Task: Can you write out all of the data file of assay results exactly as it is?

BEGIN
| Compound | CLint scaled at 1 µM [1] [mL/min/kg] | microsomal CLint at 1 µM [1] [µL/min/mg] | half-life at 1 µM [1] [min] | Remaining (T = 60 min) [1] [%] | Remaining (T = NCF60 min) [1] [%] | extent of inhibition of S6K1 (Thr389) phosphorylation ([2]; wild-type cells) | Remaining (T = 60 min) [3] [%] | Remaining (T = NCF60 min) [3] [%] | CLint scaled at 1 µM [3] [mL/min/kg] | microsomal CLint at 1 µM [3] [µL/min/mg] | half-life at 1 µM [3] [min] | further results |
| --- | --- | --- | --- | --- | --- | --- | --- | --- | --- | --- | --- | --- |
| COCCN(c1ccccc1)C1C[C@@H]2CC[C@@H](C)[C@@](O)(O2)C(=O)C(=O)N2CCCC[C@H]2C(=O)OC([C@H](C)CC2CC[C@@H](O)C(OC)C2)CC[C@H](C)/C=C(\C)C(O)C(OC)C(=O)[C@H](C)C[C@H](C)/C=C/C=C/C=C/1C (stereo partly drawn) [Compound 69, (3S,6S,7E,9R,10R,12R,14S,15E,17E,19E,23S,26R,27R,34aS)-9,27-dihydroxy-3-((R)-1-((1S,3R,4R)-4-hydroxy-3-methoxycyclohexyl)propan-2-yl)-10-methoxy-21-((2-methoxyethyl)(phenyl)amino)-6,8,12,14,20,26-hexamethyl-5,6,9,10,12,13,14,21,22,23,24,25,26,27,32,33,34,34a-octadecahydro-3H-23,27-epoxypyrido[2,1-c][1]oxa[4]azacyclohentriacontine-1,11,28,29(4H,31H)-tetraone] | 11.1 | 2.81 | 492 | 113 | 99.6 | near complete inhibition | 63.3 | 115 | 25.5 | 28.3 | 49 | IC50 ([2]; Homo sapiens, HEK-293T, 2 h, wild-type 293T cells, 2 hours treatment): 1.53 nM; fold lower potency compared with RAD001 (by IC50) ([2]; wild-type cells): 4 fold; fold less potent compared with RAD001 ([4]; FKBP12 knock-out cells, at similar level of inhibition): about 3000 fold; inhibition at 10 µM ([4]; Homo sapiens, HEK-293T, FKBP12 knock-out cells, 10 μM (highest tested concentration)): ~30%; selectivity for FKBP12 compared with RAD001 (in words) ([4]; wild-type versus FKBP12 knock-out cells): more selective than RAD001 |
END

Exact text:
| Compound | CLint scaled at 1 µM [1] [mL/min/kg] | microsomal CLint at 1 µM [1] [µL/min/mg] | half-life at 1 µM [1] [min] | Remaining (T = 60 min) [1] [%] | Remaining (T = NCF60 min) [1] [%] | extent of inhibition of S6K1 (Thr389) phosphorylation ([2]; wild-type cells) | Remaining (T = 60 min) [3] [%] | Remaining (T = NCF60 min) [3] [%] | CLint scaled at 1 µM [3] [mL/min/kg] | microsomal CLint at 1 µM [3] [µL/min/mg] | half-life at 1 µM [3] [min] | further results |
| --- | --- | --- | --- | --- | --- | --- | --- | --- | --- | --- | --- | --- |
| COCCN(c1ccccc1)C1C[C@@H]2CC[C@@H](C)[C@@](O)(O2)C(=O)C(=O)N2CCCC[C@H]2C(=O)OC([C@H](C)CC2CC[C@@H](O)C(OC)C2)CC[C@H](C)/C=C(\C)C(O)C(OC)C(=O)[C@H](C)C[C@H](C)/C=C/C=C/C=C/1C (stereo partly drawn) [Compound 69, (3S,6S,7E,9R,10R,12R,14S,15E,17E,19E,23S,26R,27R,34aS)-9,27-dihydroxy-3-((R)-1-((1S,3R,4R)-4-hydroxy-3-methoxycyclohexyl)propan-2-yl)-10-methoxy-21-((2-methoxyethyl)(phenyl)amino)-6,8,12,14,20,26-hexamethyl-5,6,9,10,12,13,14,21,22,23,24,25,26,27,32,33,34,34a-octadecahydro-3H-23,27-epoxypyrido[2,1-c][1]oxa[4]azacyclohentriacontine-1,11,28,29(4H,31H)-tetraone] | 11.1 | 2.81 | 492 | 113 | 99.6 | near complete inhibition | 63.3 | 115 | 25.5 | 28.3 | 49 | IC50 ([2]; Homo sapiens, HEK-293T, 2 h, wild-type 293T cells, 2 hours treatment): 1.53 nM; fold lower potency compared with RAD001 (by IC50) ([2]; wild-type cells): 4 fold; fold less potent compared with RAD001 ([4]; FKBP12 knock-out cells, at similar level of inhibition): about 3000 fold; inhibition at 10 µM ([4]; Homo sapiens, HEK-293T, FKBP12 knock-out cells, 10 μM (highest tested concentration)): ~30%; selectivity for FKBP12 compared with RAD001 (in words) ([4]; wild-type versus FKBP12 knock-out cells): more selective than RAD001 |